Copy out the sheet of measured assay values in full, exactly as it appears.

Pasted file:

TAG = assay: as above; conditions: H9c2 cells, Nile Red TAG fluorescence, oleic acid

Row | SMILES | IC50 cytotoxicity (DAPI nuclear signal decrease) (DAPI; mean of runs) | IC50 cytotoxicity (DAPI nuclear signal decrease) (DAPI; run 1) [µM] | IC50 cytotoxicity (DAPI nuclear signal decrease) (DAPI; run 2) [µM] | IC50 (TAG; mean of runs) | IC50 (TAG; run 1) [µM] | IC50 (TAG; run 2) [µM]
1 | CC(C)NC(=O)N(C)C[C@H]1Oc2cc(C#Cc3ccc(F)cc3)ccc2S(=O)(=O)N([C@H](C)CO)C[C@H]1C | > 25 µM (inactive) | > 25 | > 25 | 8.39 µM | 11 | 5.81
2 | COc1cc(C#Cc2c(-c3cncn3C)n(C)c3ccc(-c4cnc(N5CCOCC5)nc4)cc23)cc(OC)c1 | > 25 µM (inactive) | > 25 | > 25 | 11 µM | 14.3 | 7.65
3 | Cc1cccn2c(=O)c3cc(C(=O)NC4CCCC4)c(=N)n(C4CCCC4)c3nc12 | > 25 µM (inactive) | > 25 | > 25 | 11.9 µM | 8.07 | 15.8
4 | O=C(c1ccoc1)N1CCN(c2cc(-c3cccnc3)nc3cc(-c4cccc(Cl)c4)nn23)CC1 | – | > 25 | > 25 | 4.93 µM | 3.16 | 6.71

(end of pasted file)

TAG = assay: as above; conditions: H9c2 cells, Nile Red TAG fluorescence, oleic acid

Row | SMILES | IC50 cytotoxicity (DAPI nuclear signal decrease) (DAPI; mean of runs) | IC50 cytotoxicity (DAPI nuclear signal decrease) (DAPI; run 1) [µM] | IC50 cytotoxicity (DAPI nuclear signal decrease) (DAPI; run 2) [µM] | IC50 (TAG; mean of runs) | IC50 (TAG; run 1) [µM] | IC50 (TAG; run 2) [µM]
1 | CC(C)NC(=O)N(C)C[C@H]1Oc2cc(C#Cc3ccc(F)cc3)ccc2S(=O)(=O)N([C@H](C)CO)C[C@H]1C | > 25 µM (inactive) | > 25 | > 25 | 8.39 µM | 11 | 5.81
2 | COc1cc(C#Cc2c(-c3cncn3C)n(C)c3ccc(-c4cnc(N5CCOCC5)nc4)cc23)cc(OC)c1 | > 25 µM (inactive) | > 25 | > 25 | 11 µM | 14.3 | 7.65
3 | Cc1cccn2c(=O)c3cc(C(=O)NC4CCCC4)c(=N)n(C4CCCC4)c3nc12 | > 25 µM (inactive) | > 25 | > 25 | 11.9 µM | 8.07 | 15.8
4 | O=C(c1ccoc1)N1CCN(c2cc(-c3cccnc3)nc3cc(-c4cccc(Cl)c4)nn23)CC1 | – | > 25 | > 25 | 4.93 µM | 3.16 | 6.71